Frieda Andersen is a self proclaimed “Investigator of Ideas”. With a formal education in Art History, she has always been interested in making things – using her hands and mind together.
How did you get started making quilts? What was it about art quilts that called to you?
I made my first quilt when I was in high school with my MeMaw, my maternal grandmother. We made a square template quilt from leftover dress fabrics. I still remember using a cardboard square template and tracing around each of the fabrics with a pencil and then cutting them out and arranging them on the floor before sewing them together on an old black Singer sewing machine. This is a very fond memory for me.
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Do you think that creativity is part of human nature or is it something that must be nurtured and learned?
I think EVERYONE is creative in some aspect of their lives, and yes I think it is ideal if it is nurtured. In the beginning of an individual’s life hopefully it is nurtured by an interested older adult, and then as the artist grows and matures by the artist themselves. I believe in the motto never give up. Any endeavor is 90% perspiration and 10% inspiration. Just because something doesn’t work out the way you want or envision it doesn’t mean you give up. I believe we learn more from our mistakes than our successes.
Tell us about your formal art education and how it informs your work in fiber.
I have a bachelor’s degree in Art History with a minor in ceramics, and an associate’s degree in fashion design. Art, making things, and using my hands and mind together have always interested me. I like to think that I am part engineer and part artist. Certainly, I am an investigator of ideas.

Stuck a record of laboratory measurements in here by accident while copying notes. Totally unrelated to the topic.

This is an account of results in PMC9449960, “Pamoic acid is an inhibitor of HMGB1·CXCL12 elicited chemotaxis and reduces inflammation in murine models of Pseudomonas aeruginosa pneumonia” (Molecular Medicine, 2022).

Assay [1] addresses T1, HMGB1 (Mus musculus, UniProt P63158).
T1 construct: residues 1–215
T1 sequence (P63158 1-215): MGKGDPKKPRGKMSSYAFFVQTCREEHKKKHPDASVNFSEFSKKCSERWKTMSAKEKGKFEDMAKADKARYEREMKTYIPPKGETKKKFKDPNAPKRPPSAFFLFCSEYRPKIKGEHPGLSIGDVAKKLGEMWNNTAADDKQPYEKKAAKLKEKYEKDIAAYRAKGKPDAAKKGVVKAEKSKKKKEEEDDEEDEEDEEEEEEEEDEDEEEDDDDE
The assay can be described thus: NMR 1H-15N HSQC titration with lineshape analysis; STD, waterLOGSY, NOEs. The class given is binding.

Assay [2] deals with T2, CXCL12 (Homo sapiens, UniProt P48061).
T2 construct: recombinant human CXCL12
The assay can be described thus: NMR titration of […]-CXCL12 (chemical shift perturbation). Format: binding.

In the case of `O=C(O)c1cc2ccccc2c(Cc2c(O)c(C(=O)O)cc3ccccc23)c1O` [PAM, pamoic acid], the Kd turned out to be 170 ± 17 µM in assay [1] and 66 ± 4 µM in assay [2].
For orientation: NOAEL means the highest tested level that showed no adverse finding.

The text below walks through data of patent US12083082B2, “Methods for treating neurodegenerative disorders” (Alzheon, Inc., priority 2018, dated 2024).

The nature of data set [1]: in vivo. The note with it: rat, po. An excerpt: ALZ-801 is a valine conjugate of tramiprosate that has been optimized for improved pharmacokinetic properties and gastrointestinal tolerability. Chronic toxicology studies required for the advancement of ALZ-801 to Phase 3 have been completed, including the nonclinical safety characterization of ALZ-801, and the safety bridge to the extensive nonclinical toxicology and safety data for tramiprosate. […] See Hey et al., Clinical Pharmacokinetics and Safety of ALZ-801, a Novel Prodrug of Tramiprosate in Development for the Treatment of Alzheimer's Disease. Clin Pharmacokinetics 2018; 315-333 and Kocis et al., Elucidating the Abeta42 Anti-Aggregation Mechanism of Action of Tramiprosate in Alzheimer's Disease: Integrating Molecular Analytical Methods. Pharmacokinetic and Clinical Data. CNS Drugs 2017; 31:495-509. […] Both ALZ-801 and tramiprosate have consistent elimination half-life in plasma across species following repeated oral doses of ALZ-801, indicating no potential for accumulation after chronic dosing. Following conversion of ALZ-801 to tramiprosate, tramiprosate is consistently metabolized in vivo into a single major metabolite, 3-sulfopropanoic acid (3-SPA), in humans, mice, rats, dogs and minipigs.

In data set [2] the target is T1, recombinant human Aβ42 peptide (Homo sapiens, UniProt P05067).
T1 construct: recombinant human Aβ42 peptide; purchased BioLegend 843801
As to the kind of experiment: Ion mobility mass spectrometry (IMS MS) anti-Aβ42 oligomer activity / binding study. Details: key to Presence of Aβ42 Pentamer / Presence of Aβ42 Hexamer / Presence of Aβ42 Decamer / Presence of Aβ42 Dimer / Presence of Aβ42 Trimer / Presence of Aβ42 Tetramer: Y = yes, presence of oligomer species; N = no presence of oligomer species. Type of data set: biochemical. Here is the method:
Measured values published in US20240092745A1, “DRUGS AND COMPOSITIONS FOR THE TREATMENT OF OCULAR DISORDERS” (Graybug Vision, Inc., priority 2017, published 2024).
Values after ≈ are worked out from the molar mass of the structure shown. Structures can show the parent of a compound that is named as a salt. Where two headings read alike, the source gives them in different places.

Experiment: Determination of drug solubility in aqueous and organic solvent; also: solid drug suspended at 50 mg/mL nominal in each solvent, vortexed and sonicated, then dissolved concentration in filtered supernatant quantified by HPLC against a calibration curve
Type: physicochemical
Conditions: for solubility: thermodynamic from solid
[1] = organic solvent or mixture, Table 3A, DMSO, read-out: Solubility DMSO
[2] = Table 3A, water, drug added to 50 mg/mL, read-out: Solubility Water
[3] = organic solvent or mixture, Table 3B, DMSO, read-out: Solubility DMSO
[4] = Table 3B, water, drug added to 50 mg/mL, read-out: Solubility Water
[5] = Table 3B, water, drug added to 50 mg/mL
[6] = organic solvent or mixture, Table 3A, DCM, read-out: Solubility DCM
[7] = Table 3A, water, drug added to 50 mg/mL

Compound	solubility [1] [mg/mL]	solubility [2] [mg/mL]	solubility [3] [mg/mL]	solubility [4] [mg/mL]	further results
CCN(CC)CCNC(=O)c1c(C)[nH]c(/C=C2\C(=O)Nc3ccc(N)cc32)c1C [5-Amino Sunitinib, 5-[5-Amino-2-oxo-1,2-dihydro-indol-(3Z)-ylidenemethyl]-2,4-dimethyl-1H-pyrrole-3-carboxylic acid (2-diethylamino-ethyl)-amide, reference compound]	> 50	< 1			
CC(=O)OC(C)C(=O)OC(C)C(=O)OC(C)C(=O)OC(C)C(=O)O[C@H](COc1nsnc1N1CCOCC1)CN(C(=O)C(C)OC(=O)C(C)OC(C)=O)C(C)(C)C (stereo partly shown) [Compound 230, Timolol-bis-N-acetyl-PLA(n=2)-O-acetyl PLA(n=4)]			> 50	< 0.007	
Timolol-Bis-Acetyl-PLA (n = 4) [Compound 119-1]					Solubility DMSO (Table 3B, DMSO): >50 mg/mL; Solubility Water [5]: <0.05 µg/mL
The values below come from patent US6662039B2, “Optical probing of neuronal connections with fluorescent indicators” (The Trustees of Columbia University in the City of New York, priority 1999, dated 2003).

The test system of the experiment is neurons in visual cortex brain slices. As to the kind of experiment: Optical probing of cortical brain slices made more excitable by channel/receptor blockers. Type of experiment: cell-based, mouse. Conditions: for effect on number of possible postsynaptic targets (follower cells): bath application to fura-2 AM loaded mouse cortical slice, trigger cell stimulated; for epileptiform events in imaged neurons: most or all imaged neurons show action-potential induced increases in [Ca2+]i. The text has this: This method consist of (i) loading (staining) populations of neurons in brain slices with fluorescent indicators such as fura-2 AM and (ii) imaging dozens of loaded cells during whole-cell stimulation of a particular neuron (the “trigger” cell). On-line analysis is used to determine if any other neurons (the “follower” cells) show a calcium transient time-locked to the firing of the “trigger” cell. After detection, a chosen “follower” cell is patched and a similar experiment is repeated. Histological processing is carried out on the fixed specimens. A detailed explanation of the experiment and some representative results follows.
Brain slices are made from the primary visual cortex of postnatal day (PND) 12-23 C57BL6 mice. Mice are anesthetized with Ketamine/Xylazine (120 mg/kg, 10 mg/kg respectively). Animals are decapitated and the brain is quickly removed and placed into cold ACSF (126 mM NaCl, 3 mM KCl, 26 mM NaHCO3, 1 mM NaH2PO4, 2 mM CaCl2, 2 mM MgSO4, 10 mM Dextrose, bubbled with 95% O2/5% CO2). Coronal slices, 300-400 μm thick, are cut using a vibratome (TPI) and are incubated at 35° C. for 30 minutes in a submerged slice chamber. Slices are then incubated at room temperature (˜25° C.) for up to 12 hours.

If you were no longer able to make art quilts, how would you express your creativity?
If I were to branch out with my art away from or in addition to fiber art, I would explore photography, woodworking, house building, or perhaps I would do more with graphic design on the computer. I might even return to ceramics.
How does involvement with professional organizations contribute to your work?
I am a member of two professional organizations, SAQA / Studio Art Quilt Associates an international organization, and PAQA / Professional Art Quilt Alliance, a local organization. Each offers something unique for me.
SAQA offers the opportunity to connect with a membership that is worldwide. It also offers the opportunity to have my work published each year in a professional Portfolio since I am a JAM member. A key benefit of being a Juried Artist Member (JAM) is a gallery profile page on the SAQA website. Each artist can have up to five high-resolution images of their art as well as contact information and artist statements. With a membership in SAQA I am able to enter my work for consideration in many different themed competitions each year.
PAQA is a local group that offers the opportunity to have work in traveling exhibits with a group of local artist as well as attend monthly meetings for networking and encouragement.
Who or what has inspired/influenced/empowered you?
I have a bachelor’s degree in art history and an associate’s degree in fashion design. Each brings a different impact to my work. But what I believe influences my work the most is the fact that I have been making “things” from a very young age. Certainly I am influenced by my degree in Art History and it teaches me that all artists have an evolution of work that is in some degree affected by other artists that have gone before them. My fashion design degree makes me understand construction of quilting really well and also affects my finishing techniques. I am very particular about how I sew and finish a quilt. I believe in quality of design as well as quality of construction; quilting is a sewn medium.
My drive to create came at an early age, so I must say that I drive myself to be creative, BUT influences were artists of all genres and really just an eye to observation. I am constantly aware of design and color combinations, textures and subtleties that I encounter every day. All the great quilts I get to experience by attending quilt shows, quilt guilds and all sorts of museums also inspire me. I love going to museums of all kinds, as well as art fairs, galleries, flea markets and antique stores wherever I can encounter design and art.
What draws you to botanical subject matter?